NEW YORK (TheStreet) -- Would you be willing to miss a mortgage payment in order to be fed by some of the finest chefs in the world? If that's the case than you're in luck: Exclusive, fancy restaurants are really expensive!
The good news is, no matter where you live, there's one worth visiting (if you can afford it) near you.
Restaurant and bar review experts Zagat share with TheStreet just how expensive it would be to dine at the most expensive restaurant in 14 of the largest U.S. cities. The prices include the cost of dinner, one drink and tip, a spokesperson said. This list does not factor in restaurants that may have opened recently or that haven't undergone the Google-owned (GOOG) service's survey process.
Click through to see which restaurant is the most expensive in each city and which city has the most expensive restaurant.
Cost per person: $76
Located in Hotel ZaZa near Houston's Museum District, Monarch is the place to "see-and-be-seen," Zagat says, while munching on Executive Sous Chef Jonathan Wicks' seasonal take on New American cuisine.
13. Spoon Bar & Kitchen
Cost per person: $93
Executive Chef John Tesar has created a "responsibly-sourced seafood" menu that is worth every penny. "Every bite is music in the mouth" at Tesar's seafood "nirvana," Zagat says.
Cost per person: $101
A night at the Penrose is like entering a fairytale for the evening. With its penthouse views of the mountains and lake as well as its attention to culinary detail, it's worth the expensive tab, Zagat says.
Cost per person: $107
Chefs/owners Anne Quatrano and Clifford Harrison have created a "foodie's delight" at one of Atlanta's consistently top-10 rated restaurant, Zagat says.
Cost per person: $130
Experiencing the "ethereal flavors" through Relais & Chateaux Grand Chef William Bradley's take on contemporary French cuisine at this posh restaurant, located in The Grand Del Mar, may also mean you'll have to "pawn the family jewels to afford it," Zagat says.
9. Restaurant Jezebel
Cost per person: $134
With just eight tables at this downtown Austin restaurant, "nothing else in Austin is quite like" Restaurant Jezebel. Price fix menus are created based on individual guest preferences, Zagat says.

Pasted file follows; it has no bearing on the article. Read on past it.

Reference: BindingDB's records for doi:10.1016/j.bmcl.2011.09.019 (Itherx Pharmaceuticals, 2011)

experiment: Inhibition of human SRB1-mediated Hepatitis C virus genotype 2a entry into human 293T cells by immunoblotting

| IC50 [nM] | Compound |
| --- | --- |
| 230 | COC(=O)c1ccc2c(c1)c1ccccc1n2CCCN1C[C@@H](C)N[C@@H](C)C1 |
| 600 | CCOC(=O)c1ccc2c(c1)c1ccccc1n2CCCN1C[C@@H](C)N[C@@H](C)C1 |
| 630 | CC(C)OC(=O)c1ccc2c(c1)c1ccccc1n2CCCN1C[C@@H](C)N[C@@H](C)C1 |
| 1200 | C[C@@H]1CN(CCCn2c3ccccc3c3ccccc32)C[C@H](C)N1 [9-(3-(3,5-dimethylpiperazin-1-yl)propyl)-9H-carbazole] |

Cost per person: $141
If you have the expendable income to splurge on Chef Barbara Lynch's French-Italian-inspired price fixe-only dinners, "every morsel will dance on your tongue," Zagat says.
Cost per person: $175
Taking Italian to a "new level," the experience at Vetri becomes "more fantasy than restaurant," despite being "outrageously expensive," Zagat says.
Cost per person: $176
If you can get a table at this pricey "gastro-adventure," you won't be disappointed, says Zagat. Komi offers individualized multi-course tasting dinners for intimate groups (four or less).
5. The Herbfarm
Average cost per person: $215
Prepare to settle in for an evening when visiting The Herbfarm. With just a single seating nightly diners experience a nine-course meal with six matching wines. Zagat says the "astronomically expensive" bill matches an unforgettable experience.
Average cost per person: $273
Going one step further than the traditional tasting menu, diner's experience 18-22 courses of "delicious," "fun," "emotional" and "provocative" food, according to its Web site. Zagat says "expect to be wowed" at this "unrivaled" restaurant.
Cost per person: $381
Although the price tag on Saison's culinary experience is "undeniably expensive," Zagat says, fans of this San Francisco restaurant say they would "eat a month's worth of Ramen noodles" to be able to dine here.
Cost per person: $514
For sushi connosseuirs, eating at Urasawa in Beverly Hills is "worth having at least once in your lifetime," Zagat says.
And the most expensive restaurant in the U.S. is...
Cost per person: $585
For the ultimate sushi experience, dining with Chef Masayoshi Takayama is "worth skipping the mortgage payment for," Zagat says.
-Written by Laurie Kulikowski in New York.